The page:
Everyone does web scraping wrong

Why rely on some strange library to access online data when you can just download it yourself.

March 18, 2021

In an earlier post I mentioned that I use FetchRSS.com to generate RSS feeds for sites that don't have them built in. In that post I did say that using that was not the best options, but it was the best I could find. But because I'm not entirely happy with FetchRSS I've been looking into web scraping so that I can write my own software to solve this problem for myself and for others.

How people web scrape

After familiarizing myself with how people handle web scraping I've come to the conclusion that everyone is doing it the hard way. Here is the pattern people will follow to do all their web scraping needs generalized so that it describes the process for doing it in any language:

Doing this of course works but not as well or as fast as it could. The last language I looked at a tutorial to do this in was JavaScript (since it is specifically designed to get and manipulate data from HTML documents) and nearly every statement the guy wrote in his code had to be prefixed with the await operator which of course alludes to the fact that the functions in these libraries can take a while to return stuff since they are relying on a remote server to get data.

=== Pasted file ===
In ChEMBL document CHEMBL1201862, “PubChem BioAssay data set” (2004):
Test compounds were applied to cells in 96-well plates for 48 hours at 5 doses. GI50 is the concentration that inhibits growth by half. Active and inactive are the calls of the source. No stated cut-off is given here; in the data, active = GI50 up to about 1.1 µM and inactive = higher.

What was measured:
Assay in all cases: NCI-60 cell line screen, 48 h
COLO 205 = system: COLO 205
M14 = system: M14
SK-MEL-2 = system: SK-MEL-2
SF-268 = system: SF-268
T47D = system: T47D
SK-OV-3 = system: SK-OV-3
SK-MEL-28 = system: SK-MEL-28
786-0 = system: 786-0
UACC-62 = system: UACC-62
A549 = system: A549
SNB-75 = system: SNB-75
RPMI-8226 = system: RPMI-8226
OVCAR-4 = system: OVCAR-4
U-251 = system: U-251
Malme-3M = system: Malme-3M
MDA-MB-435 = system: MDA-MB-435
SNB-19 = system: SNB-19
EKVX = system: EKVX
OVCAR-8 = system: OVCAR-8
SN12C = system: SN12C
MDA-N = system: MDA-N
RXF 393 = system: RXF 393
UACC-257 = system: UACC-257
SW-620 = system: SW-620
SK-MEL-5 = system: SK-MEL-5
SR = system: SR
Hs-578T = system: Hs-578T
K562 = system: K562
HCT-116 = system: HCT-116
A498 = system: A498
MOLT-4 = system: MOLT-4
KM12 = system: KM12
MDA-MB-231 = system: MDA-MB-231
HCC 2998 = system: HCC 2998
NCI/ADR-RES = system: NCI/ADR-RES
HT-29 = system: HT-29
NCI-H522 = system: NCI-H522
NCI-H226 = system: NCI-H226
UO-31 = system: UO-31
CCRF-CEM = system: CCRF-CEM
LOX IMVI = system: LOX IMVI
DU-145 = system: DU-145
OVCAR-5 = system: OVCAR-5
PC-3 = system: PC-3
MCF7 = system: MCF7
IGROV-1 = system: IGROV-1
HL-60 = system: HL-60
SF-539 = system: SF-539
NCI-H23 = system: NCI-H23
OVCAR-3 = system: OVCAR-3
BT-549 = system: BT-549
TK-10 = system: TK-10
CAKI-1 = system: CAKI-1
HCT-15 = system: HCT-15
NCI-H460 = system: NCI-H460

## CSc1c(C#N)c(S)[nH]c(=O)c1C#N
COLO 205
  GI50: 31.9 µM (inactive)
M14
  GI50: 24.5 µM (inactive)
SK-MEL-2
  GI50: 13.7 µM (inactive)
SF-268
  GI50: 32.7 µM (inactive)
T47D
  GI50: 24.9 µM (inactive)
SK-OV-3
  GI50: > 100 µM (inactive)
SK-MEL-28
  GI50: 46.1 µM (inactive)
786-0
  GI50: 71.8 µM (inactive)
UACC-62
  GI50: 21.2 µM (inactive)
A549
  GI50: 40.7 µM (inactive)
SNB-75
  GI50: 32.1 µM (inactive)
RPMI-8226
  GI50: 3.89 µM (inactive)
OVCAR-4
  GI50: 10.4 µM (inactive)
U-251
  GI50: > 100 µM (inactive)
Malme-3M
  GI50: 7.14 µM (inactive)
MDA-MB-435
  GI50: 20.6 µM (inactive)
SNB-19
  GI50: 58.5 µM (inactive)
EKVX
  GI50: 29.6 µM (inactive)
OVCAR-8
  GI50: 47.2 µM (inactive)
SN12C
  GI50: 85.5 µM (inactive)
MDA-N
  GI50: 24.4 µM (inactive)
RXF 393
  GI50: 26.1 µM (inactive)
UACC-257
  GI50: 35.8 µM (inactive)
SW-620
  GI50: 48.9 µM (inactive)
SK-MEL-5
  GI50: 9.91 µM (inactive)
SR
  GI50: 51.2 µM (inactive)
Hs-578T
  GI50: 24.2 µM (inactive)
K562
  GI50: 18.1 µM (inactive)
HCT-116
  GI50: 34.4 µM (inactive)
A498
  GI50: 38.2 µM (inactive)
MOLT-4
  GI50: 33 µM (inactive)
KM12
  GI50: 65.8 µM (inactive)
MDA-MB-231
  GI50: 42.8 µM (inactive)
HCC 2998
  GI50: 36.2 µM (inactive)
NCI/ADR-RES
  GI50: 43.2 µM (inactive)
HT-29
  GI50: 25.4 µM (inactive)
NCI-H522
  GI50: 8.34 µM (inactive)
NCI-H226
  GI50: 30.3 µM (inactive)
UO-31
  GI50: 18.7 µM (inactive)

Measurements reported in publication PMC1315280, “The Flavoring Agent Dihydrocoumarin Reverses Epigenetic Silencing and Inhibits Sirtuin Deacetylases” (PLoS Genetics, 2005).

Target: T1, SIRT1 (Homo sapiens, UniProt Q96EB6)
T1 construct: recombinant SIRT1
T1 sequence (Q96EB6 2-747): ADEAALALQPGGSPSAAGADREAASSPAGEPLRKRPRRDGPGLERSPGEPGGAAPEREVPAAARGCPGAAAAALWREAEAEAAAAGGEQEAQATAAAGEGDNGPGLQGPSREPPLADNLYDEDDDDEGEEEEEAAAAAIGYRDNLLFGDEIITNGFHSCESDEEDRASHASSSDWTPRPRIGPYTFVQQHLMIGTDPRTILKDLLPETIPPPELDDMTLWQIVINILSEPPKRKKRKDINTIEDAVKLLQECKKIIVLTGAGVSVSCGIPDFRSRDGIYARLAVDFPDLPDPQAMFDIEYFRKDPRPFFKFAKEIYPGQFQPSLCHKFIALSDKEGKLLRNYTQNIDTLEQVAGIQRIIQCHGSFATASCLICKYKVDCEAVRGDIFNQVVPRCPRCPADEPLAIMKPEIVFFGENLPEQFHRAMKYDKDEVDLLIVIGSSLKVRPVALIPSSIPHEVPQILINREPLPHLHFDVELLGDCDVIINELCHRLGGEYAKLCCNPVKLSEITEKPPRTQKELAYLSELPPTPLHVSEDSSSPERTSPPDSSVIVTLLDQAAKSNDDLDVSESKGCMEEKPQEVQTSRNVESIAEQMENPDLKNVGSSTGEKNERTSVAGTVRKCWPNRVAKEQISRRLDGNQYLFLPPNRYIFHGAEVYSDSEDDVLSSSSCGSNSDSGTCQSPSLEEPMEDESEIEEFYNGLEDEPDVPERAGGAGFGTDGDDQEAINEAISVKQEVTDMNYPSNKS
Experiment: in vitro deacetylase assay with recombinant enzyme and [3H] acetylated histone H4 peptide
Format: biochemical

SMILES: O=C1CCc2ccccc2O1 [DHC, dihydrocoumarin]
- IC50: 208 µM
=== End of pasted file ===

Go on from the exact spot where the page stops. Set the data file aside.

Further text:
How people should web scrape

This whole process seems ridiculous to me after I realized the way this should be done. Here is my method:

This process makes way more sense. It takes advantage of the functionality already built into most programming languages, so you don't have to learn how to use new libraries, it does not require any background processes to run keeping you connected to some server. Both these things mean that a program built to handle web scraping this way will require less system and network resources to function meaning it will run much faster. This should be the obvious way to do this sort of thing.

Why people like to do things the hard way

There are a few reasons why developers will use the first method rather than the method I propose. The first few outline cases in which my method wouldn't word and the use of a headless browser would be necessary, the last reason is a more philosophical reason that anyone would benefit from recognizing more often.

Limitations of my method

The problem with my method lies in the first step. The best way to download a web page is to use either a program called curl, or a program called wget. It is possible for website developers to block you from doing using these programs to do this, There have been times where I have been blocked from using curl on a web page, and while I can't remember a time when I haven't been able to use wget I do still believe it can be blocked. If neither of these programs worked you'd have to use a headless web browser for your web scraping program to access the page and you'd have to do everything the slow way. Now could you use the headless browser to download the page, probably (I haven't actually looked into it) but I feel like when you get to the point where you need to use such a thing you might as well fully take advantage of it.